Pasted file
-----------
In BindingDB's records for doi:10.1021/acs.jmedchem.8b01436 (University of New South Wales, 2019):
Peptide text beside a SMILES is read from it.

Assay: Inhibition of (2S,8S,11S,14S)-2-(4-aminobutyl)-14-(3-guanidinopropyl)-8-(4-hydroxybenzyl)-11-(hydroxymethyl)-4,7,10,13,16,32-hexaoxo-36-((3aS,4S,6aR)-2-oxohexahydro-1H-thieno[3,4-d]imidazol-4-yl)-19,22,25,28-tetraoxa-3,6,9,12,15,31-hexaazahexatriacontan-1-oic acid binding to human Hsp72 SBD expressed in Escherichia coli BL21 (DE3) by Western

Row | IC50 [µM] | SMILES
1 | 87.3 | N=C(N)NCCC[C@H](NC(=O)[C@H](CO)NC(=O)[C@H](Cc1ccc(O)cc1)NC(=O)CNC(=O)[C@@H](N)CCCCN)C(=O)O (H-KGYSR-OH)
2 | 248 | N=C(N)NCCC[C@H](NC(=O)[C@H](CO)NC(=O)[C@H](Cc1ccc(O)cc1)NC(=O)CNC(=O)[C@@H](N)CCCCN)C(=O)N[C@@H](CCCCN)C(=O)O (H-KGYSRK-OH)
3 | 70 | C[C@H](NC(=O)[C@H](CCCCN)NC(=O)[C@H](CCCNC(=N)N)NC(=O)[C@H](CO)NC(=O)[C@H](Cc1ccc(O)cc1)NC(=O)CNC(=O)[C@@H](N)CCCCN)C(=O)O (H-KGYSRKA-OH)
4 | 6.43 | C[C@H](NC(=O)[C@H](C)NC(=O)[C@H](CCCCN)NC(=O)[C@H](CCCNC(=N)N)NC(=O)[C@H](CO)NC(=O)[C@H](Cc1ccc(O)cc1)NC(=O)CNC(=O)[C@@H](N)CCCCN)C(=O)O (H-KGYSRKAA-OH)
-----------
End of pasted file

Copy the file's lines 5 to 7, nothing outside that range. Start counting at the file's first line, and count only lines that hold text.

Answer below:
1 | 87.3 | N=C(N)NCCC[C@H](NC(=O)[C@H](CO)NC(=O)[C@H](Cc1ccc(O)cc1)NC(=O)CNC(=O)[C@@H](N)CCCCN)C(=O)O (H-KGYSR-OH)
2 | 248 | N=C(N)NCCC[C@H](NC(=O)[C@H](CO)NC(=O)[C@H](Cc1ccc(O)cc1)NC(=O)CNC(=O)[C@@H](N)CCCCN)C(=O)N[C@@H](CCCCN)C(=O)O (H-KGYSRK-OH)
3 | 70 | C[C@H](NC(=O)[C@H](CCCCN)NC(=O)[C@H](CCCNC(=N)N)NC(=O)[C@H](CO)NC(=O)[C@H](Cc1ccc(O)cc1)NC(=O)CNC(=O)[C@@H](N)CCCCN)C(=O)O (H-KGYSRKA-OH)